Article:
‘Impossible to live like this: Italy’s Po Valley affected by some of the worst air pollution in Europe’: this was the headline of an article in The Guardian introducing a study according to which the local population, particularly the people of Cremona, claim that life is becoming unbearable due to pollution caused by industry, cars and farm animal waste.
Thus, a ‘dragon of fog’ emerges above the Po Valley in the image of the Sentinel-3 satellite of the European Copernicus programme captured on Monday 29 January 2024. The image shows the sea of fog taking on this curious shape, with the ‘eye’ on Milan generated by the city’s heat island and the whitewashed Alps. 

As anthropologist Tim Ingold writes:

 The significance of the image of the globe in the language of contemporary environmental debate is problematic precisely because it renders the world as an object of contemplation detached from the realm of lived experience.

The intention of this action is therefore to question the visual culture of landscape and climate crisis today, and the detachment that may result from its very mode of representation. Dragons of fog, as well as coloured patches resulting from the processing of a large volume of data, are today the most common visual representations of the consequences of deforestation, intensive farming, monocultures, massive industrialisation, land and water pollution, and ultimately climate change. The intervention suggests paying attention to the only figurative details of this abstract landscape: the Google Maps markers, which only identify farms, factories, cereals, gas pumps, and gastronomic tourism. 

Art historian T.J. Demos, reflecting on the use of photography and images today, asks:

How can we convert slow-moving, long-lasting disasters into images and narratives? How can we turn these long emergencies into stories dramatic enough to arouse public feeling?

The term Anthropocene derives from the Greek ‘anthropos,’ meaning ‘man’ or ‘human being,’ indicating, in a way that can be described as simplistic, that it is all human activities that are responsible for this new geological epoch. However, the activities represented by these images are not really ‘human’ in the general sense, but are mainly those of industry. The rhetoric of the Anthropocene thus often universalises responsibility, allowing the state and corporate complex to avoid being held responsible for the various impacts of climate change.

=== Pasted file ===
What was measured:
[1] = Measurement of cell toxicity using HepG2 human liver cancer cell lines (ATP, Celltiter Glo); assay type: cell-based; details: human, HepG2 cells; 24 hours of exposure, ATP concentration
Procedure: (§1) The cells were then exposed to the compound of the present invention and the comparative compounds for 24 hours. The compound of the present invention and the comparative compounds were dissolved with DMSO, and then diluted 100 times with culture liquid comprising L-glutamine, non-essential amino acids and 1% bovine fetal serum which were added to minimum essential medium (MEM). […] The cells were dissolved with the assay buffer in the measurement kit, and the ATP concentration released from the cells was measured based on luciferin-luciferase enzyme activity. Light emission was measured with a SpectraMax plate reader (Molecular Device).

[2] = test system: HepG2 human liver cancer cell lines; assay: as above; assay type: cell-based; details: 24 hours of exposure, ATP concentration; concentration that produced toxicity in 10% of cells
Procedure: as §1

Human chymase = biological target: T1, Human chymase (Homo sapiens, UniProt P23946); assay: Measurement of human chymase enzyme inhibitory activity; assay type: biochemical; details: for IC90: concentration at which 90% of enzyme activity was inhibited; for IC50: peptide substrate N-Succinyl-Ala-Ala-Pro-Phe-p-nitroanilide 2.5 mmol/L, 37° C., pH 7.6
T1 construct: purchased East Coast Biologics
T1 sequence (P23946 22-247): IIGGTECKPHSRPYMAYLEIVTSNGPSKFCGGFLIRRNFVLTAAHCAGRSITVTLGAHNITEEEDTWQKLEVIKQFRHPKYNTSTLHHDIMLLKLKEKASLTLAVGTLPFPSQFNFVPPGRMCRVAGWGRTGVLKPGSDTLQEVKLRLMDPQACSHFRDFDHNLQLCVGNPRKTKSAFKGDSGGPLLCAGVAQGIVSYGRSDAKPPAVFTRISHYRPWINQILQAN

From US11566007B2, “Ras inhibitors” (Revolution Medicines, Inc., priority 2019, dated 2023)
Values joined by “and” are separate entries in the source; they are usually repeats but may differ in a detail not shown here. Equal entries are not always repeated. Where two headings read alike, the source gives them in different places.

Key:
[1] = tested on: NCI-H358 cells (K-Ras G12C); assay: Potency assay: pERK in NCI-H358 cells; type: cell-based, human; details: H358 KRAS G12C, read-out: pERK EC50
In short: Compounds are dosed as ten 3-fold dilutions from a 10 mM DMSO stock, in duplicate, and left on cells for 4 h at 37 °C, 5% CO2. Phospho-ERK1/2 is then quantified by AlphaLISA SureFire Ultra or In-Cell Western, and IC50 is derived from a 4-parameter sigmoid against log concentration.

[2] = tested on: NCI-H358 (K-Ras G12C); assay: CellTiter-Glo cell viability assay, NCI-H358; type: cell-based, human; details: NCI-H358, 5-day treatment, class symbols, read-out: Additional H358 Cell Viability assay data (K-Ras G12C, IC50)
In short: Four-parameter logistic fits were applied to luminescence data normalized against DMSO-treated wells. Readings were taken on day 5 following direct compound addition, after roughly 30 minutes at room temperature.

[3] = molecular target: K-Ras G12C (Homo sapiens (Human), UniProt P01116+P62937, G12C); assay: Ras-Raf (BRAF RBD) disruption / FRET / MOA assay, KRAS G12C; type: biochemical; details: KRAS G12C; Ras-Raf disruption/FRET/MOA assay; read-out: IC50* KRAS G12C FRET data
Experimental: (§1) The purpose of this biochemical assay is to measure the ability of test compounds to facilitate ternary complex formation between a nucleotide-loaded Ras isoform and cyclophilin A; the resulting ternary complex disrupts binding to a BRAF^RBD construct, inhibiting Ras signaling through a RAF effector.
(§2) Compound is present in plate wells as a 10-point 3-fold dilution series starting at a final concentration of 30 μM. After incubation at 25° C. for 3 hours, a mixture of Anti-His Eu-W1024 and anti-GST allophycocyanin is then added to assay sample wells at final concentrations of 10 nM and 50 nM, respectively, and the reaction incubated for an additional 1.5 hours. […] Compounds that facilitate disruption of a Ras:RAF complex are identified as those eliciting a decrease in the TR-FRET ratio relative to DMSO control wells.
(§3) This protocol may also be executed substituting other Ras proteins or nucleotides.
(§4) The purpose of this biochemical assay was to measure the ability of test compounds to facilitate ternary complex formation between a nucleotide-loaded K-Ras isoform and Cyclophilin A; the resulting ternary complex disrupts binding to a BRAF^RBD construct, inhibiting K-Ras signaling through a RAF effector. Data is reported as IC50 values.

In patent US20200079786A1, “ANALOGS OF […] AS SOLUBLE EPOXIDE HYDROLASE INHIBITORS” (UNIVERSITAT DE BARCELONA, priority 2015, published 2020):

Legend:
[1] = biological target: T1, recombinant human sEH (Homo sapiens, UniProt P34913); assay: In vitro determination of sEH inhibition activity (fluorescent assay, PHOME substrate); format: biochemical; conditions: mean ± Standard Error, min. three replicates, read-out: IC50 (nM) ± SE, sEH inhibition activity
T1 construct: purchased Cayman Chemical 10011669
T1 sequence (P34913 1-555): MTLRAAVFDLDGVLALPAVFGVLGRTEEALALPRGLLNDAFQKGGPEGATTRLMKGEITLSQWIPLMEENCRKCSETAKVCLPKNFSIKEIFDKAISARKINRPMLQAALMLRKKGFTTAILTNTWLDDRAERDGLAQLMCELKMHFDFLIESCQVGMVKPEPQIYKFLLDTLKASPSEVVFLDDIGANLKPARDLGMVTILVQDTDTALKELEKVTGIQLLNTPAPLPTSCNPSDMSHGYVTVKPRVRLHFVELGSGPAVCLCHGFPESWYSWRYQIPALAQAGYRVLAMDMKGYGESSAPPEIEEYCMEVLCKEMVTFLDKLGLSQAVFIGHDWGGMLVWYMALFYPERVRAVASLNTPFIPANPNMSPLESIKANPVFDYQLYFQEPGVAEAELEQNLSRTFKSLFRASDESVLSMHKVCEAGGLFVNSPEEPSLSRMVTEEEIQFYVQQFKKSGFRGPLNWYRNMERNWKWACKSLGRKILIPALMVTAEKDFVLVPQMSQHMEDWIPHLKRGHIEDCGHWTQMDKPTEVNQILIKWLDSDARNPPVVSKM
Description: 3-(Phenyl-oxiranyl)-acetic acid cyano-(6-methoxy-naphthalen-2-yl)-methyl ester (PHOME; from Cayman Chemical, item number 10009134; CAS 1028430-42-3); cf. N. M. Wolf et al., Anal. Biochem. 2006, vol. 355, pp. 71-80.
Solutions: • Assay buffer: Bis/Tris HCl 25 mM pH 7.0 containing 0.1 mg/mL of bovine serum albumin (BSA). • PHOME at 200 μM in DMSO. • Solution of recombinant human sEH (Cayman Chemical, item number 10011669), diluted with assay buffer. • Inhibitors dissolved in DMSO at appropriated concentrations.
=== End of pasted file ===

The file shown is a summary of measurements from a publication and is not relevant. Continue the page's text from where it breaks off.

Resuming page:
We therefore question how this mechanism of disavowal works, proposing two satellite images of our territory, but suggesting a possibility of interaction through specific placeholders, critically revisited, to highlight the impact of the main authors of the proposed image. 

3. Public art and community: how play can subvert space
The search, through play, for parallel realities

The third intervention was commissioned to the Mexican artist Tiz Creel who, by proposing three different wall games, intends to activate public space by stimulating the creation of new imaginaries and parallel realities. Starting from traditional elements of our visual culture linked to games, the artist proposes their transformation and subversion, revisiting them with iconic images of the city of Bologna. Life is like a gioco dell’oca –  game of the goose -, there is a time to throw and one to pick up, time becomes an illusion and fiction creates a new reality. 

For Creel, anyone can play at any time. The intention is precisely to create a utopian community that, through the transformation of play, can re-appropriate space – what if we took time to look at each other, to be together, to make community? 

Play is, in fact, one of the characteristics of all of Tiz Creel’s work. She sees it as the foundation of learning, creativity, discovery, self-expression and constructive problem-solving. Play is not only about achieving a specific goal, but also about enjoying the process and learning from it. Plato himself defined play as a metaphor for the life of individuals, and Aristotle saw it as connected to virtue, being free, self-sufficient and not constituted by a specific necessity, as is the case with work.

Play, according to Creel, helps us pursue a higher interest in the things around us: when we play, we fully engage with life and its contents to discover the deeper truths in ordinary things.

All three interventions with the multiple interactions that took place have been constantly observed, documented and will make up a publication that will be presented at the end of the project and that will recount the dialogue that took place, with all its facets. 

Photo credits: Adrian Lungu /